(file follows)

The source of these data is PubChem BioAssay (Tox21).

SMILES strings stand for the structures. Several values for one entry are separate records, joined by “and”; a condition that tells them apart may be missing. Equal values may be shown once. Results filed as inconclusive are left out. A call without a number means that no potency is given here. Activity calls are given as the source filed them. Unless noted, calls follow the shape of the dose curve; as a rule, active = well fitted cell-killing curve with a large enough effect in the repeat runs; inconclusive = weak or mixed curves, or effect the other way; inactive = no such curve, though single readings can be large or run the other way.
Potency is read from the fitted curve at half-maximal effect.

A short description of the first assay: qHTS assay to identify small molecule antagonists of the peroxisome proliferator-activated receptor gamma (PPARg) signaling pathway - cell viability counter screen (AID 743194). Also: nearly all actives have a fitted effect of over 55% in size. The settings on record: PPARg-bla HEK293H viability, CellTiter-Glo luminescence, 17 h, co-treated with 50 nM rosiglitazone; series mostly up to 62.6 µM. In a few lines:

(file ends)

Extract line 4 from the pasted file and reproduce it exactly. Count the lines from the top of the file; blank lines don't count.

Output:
A short description of the first assay: qHTS assay to identify small molecule antagonists of the peroxisome proliferator-activated receptor gamma (PPARg) signaling pathway - cell viability counter screen (AID 743194). Also: nearly all actives have a fitted effect of over 55% in size. The settings on record: PPARg-bla HEK293H viability, CellTiter-Glo luminescence, 17 h, co-treated with 50 nM rosiglitazone; series mostly up to 62.6 µM. In a few lines: